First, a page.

Question: Genome Comparison
gravatar for Maria
7.5 years ago by
Maria150 wrote:

Hello, I am a master student working on a research in bioinformatics, I have a problem understanding how biologists compare genomes for 2 species. what did they do with the polymorphism in the same specie ? for example when they say chimps genome are for 90% like the human genome ...and on the nucleotides level humans are a way different between themselves i.e blue eyes are coded with "ACGT" sequence wich is different than the brown eyes. Question How did scientist consider the polymorphism in the genome comparison and sometimes they say this taxa could be the ancestor of that ...

ADD COMMENTlink modified 7.5 years ago by seidel6.8k • written 7.5 years ago by Maria150
gravatar for seidel
7.5 years ago by
United States
seidel6.8k wrote:

In a nutshell, polymorphisms within a species are not considered when doing cross-species comparisons because the polymorphisms may not be known (i.e. you have a single representative genome from each species) and because the frequency of change observed between two species is much higher than polymorphisms observed between two members of the same species. When you say that "humans are way different between themselves", they are less different between each other than either is to a chimp - thus why would the polymorphisms matter?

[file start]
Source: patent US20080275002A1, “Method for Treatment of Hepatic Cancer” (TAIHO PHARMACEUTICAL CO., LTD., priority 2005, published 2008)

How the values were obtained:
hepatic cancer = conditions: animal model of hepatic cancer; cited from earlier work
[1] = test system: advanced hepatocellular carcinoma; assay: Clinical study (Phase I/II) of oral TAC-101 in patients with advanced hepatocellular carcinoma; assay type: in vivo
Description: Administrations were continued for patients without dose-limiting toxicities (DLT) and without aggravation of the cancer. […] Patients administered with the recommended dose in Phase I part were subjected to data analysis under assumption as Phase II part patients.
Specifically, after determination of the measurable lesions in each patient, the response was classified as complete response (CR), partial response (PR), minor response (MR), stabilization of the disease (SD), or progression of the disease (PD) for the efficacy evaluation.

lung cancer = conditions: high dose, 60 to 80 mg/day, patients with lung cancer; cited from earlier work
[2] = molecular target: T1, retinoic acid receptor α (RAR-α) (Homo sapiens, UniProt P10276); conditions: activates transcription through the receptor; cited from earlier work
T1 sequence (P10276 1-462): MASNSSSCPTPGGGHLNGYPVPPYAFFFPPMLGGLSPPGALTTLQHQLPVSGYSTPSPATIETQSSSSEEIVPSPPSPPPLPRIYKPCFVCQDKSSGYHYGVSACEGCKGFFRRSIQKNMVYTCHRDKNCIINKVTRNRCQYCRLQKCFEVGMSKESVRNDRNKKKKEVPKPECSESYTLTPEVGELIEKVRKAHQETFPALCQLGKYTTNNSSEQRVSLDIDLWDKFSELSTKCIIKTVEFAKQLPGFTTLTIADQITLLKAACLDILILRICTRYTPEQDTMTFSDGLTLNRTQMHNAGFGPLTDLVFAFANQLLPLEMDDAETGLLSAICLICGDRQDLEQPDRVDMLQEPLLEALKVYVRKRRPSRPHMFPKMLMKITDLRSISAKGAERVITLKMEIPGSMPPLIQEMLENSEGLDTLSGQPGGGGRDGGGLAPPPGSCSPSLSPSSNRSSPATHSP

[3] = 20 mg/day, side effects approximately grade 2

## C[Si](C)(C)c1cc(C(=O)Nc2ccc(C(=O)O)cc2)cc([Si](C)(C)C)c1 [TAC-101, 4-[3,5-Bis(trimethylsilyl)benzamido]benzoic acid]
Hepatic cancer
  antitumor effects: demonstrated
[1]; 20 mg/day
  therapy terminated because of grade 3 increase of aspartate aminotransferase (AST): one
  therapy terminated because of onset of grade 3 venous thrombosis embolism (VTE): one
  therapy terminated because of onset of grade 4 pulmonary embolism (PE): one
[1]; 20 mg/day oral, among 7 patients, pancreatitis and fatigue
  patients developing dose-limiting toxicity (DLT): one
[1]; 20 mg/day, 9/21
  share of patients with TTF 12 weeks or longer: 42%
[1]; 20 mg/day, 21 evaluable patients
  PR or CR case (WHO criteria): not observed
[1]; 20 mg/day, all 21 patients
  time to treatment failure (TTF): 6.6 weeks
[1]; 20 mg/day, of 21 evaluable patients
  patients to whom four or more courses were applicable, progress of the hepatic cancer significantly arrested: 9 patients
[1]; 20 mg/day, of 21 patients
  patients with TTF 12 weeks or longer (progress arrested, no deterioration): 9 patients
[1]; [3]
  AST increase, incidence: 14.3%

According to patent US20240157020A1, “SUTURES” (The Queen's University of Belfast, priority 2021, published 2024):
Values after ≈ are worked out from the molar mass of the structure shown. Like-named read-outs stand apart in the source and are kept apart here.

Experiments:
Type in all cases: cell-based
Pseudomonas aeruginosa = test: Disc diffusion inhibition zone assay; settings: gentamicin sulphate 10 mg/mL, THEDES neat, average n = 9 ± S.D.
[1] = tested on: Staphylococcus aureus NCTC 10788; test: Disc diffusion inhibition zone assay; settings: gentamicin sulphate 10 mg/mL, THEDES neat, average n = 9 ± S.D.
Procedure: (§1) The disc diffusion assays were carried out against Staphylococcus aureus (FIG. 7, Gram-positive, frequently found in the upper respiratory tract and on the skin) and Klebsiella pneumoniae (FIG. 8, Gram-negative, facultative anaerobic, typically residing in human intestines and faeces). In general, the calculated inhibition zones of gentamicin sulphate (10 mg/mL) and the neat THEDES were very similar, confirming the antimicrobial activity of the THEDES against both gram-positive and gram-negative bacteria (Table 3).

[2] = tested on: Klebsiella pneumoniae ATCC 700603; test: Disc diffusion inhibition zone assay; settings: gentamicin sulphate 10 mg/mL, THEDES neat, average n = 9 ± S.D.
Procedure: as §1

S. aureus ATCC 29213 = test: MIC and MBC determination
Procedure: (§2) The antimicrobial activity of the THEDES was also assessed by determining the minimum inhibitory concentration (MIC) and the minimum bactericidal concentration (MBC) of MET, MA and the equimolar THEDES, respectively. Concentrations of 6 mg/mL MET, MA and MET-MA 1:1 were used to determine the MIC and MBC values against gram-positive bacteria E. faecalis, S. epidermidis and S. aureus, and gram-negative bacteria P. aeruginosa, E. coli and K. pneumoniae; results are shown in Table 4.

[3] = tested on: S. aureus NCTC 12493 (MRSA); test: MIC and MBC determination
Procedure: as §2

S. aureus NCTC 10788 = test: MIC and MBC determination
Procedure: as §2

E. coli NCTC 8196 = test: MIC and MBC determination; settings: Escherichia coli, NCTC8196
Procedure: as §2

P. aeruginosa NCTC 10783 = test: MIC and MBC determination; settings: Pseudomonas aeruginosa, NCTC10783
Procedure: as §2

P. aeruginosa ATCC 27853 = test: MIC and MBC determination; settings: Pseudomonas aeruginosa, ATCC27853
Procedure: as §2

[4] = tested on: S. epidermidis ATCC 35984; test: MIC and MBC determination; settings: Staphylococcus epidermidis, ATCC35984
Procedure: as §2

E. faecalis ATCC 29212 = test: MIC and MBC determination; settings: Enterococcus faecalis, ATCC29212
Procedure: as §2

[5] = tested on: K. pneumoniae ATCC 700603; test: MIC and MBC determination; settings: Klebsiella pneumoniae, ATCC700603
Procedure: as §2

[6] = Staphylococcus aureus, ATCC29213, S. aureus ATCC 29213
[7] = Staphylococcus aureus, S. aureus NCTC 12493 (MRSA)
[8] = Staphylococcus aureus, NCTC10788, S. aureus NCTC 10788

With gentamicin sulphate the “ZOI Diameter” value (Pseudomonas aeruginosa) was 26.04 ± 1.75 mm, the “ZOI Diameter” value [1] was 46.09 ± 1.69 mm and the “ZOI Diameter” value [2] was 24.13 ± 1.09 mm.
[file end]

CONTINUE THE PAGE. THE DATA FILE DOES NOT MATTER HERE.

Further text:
That's not to say it can't get slightly complicated. When biologists compare two genomes it's important to consider what is actually being compared, as different parts of the genome evolve at different rates (exons, introns, intergenic sequences, etc.), and for very closely related species at some loci I can see polymorphisms coming into play perhaps, but not in calculating overall distance. Perhaps you have a more specific question? Or an example of a quandary? Between pubmed and google you can find a wealth of information. See also: for a wealth of leads on genome comparisons.

ADD COMMENTlink written 7.5 years ago by seidel6.8k
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